Intelligence Chief Reveals Obscure Budget Figure

By
Tuesday, September 15, 2009 at 12:40 pm

To add some clarity and context to Director of National Intelligence Dennis Blair’s disclosure this morning that the U.S. intelligence budget is $75 billion, it’s helpful to distinguish between two budget lines: the national intelligence program and the military intelligence program, with their inevitable NIP and MIP acronyms. Congress ordered recently that the NIP, but not the MIP,  must be disclosed publicly, and that’s how we know that the U.S. spent $43.5 billion in 2007 and $47.5 billion in 2008 on the NIP, excluding intelligence support to military activities.

Michael Birmingham, a spokesman for the Office of the Director of National Intelligence, clarified that Blair was talking about both figures, together, to make up the $75 billion total. And indeed, on the call in a different context, Blair spoke of no longer bifurcating military intelligence and national intelligence, saying that was no longer an appropriate distinction. Birmingham said that the national intelligence budget had not increased from last year’s $47.5 billion*. If not there has been no NIP increase — and, by law, the director of national intelligence must disclose the budget line in October — that means that the Military Intelligence Program is budgeted at $27.5 billion.

Birmingham emphasized that the MIP total is not a classified number, but ODNI doesn’t put it on its Website, because its not “required by law” to do so. (It does put the national intelligence program figure on the site.) But Steve Aftergood, an intelligence analyst with the Federation of American Scientists who knows more about the intelligence budget than most anyone who isn’t inside the intelligence community, says the MIP number is certainly obscure. There are “no solid numbers on MIP,” Aftergood said in an email. “We knew it was more than $10 [billion] — but not how much more. So the 75B figure is quite interesting.”

Did Blair mess up by implicitly revealing that total? “No, absolutely not,” Birmingham said.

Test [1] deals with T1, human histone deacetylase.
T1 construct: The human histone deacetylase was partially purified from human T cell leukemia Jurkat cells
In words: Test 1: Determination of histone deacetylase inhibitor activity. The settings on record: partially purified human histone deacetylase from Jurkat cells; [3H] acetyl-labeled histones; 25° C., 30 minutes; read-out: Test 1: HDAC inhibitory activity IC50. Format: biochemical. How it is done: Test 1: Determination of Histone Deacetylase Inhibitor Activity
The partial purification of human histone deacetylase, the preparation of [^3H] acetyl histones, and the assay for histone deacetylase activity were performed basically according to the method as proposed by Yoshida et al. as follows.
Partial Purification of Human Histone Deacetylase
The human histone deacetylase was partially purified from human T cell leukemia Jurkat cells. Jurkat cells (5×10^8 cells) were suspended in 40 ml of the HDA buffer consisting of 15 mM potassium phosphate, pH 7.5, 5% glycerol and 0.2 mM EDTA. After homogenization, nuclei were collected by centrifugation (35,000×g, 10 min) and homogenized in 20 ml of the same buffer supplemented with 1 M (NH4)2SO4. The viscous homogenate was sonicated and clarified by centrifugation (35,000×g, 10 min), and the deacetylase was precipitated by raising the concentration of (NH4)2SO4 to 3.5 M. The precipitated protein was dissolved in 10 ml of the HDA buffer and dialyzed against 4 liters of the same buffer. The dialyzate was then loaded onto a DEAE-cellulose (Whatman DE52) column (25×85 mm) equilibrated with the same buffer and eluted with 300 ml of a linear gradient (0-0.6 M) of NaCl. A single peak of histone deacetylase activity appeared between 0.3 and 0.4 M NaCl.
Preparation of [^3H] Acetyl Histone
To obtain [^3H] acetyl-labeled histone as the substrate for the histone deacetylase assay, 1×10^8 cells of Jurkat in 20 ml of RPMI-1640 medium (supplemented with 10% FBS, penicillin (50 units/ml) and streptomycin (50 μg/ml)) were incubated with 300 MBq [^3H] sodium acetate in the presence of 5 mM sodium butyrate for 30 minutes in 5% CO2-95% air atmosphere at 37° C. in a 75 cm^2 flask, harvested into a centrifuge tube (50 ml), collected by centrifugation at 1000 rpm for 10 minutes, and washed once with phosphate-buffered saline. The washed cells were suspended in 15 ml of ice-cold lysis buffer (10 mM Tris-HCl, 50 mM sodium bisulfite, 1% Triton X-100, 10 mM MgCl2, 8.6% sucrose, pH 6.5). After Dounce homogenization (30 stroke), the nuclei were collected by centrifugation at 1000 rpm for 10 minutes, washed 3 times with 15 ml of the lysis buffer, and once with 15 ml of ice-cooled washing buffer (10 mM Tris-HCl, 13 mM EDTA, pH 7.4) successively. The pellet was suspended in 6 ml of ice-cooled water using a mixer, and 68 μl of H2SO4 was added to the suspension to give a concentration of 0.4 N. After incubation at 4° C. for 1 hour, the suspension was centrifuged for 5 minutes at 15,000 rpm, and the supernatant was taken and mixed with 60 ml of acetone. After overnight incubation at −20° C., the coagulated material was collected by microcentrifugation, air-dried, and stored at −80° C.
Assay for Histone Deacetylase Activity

Clarification: Birmingham reiterates that the National Intelligence Program budget line hasn’t increased from $47.5 billion to $75 billion, but the actual total for this year’s NIP won’t be made public until October.

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Comments

13 Comments

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Comment posted September 15, 2009 @ 8:37 pm

Wow – seems like a lot of money.

Maybe we can axe it to the bone so we can give a bunch of irresponsible dead beats insurance. Oh wait; isn't that what Clinton did AFTER the first WTC attack?


Top-line Intel Budget Totals $75 Billion « Budget Insight
Pingback posted September 16, 2009 @ 10:46 am

[...] amounted to $27.5 billion.  The intelligence budget, historically kept from the public, was rarely released before Congress mandated that the non-DOD portion of the intelligence budget be disclosed after the [...]


DNI Announces $75 Billion Intelligence Budget | Secrecy News
Pingback posted September 16, 2009 @ 11:26 am

[...] While the NIP budget has been disclosed for the last two years ($43.5 billion in 2007, $47.5 billion in 2008), an official figure for the MIP had not previously been released (although it is not formally classified, an ODNI spokesman told Spencer Ackerman of the Washington Independent). [...]


DoD Releases Military Intel Program Budget Docs | Secrecy News
Pingback posted October 5, 2009 @ 12:57 pm

[...] ODNI spokesman told the Washington Independent last September 15 that the MIP budget total is not classified– but that appears to be [...]


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Top-line Intel Budget Totals $75 Billion « The Will and the Wallet
Pingback posted September 10, 2010 @ 9:15 pm

[...] Admiral Dennis Blair disclosed the FY 2009 top-line intelligence budget, at $75 billion.  The traditionally opaque intelligence budget is not subject to the same type of public scrutiny as other federal budgets. By [...]


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